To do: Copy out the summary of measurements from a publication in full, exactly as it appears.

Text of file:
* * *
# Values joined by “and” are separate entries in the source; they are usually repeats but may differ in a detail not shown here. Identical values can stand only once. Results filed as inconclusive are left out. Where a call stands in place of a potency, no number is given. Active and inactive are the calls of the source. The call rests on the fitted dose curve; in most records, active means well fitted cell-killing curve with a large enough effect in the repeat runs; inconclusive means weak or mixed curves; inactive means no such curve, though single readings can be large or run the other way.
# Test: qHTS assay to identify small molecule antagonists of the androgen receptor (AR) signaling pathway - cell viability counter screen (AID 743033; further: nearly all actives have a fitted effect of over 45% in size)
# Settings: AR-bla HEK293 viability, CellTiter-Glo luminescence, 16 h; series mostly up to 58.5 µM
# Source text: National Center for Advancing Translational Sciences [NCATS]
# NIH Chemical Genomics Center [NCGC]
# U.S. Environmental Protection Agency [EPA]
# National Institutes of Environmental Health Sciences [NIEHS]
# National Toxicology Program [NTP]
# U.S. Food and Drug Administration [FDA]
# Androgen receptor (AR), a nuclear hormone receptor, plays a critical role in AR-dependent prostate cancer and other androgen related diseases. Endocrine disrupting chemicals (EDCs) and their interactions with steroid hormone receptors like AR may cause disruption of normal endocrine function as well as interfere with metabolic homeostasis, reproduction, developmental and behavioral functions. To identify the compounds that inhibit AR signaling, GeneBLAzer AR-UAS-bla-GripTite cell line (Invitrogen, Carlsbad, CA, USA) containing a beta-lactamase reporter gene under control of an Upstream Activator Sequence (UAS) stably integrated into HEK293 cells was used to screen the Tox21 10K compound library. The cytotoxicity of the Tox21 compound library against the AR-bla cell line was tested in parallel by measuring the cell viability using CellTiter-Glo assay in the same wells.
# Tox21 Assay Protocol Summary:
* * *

# Values joined by “and” are separate entries in the source; they are usually repeats but may differ in a detail not shown here. Identical values can stand only once. Results filed as inconclusive are left out. Where a call stands in place of a potency, no number is given. Active and inactive are the calls of the source. The call rests on the fitted dose curve; in most records, active means well fitted cell-killing curve with a large enough effect in the repeat runs; inconclusive means weak or mixed curves; inactive means no such curve, though single readings can be large or run the other way.
# Test: qHTS assay to identify small molecule antagonists of the androgen receptor (AR) signaling pathway - cell viability counter screen (AID 743033; further: nearly all actives have a fitted effect of over 45% in size)
# Settings: AR-bla HEK293 viability, CellTiter-Glo luminescence, 16 h; series mostly up to 58.5 µM
# Source text: National Center for Advancing Translational Sciences [NCATS]
# NIH Chemical Genomics Center [NCGC]
# U.S. Environmental Protection Agency [EPA]
# National Institutes of Environmental Health Sciences [NIEHS]
# National Toxicology Program [NTP]
# U.S. Food and Drug Administration [FDA]
# Androgen receptor (AR), a nuclear hormone receptor, plays a critical role in AR-dependent prostate cancer and other androgen related diseases. Endocrine disrupting chemicals (EDCs) and their interactions with steroid hormone receptors like AR may cause disruption of normal endocrine function as well as interfere with metabolic homeostasis, reproduction, developmental and behavioral functions. To identify the compounds that inhibit AR signaling, GeneBLAzer AR-UAS-bla-GripTite cell line (Invitrogen, Carlsbad, CA, USA) containing a beta-lactamase reporter gene under control of an Upstream Activator Sequence (UAS) stably integrated into HEK293 cells was used to screen the Tox21 10K compound library. The cytotoxicity of the Tox21 compound library against the AR-bla cell line was tested in parallel by measuring the cell viability using CellTiter-Glo assay in the same wells.
# Tox21 Assay Protocol Summary: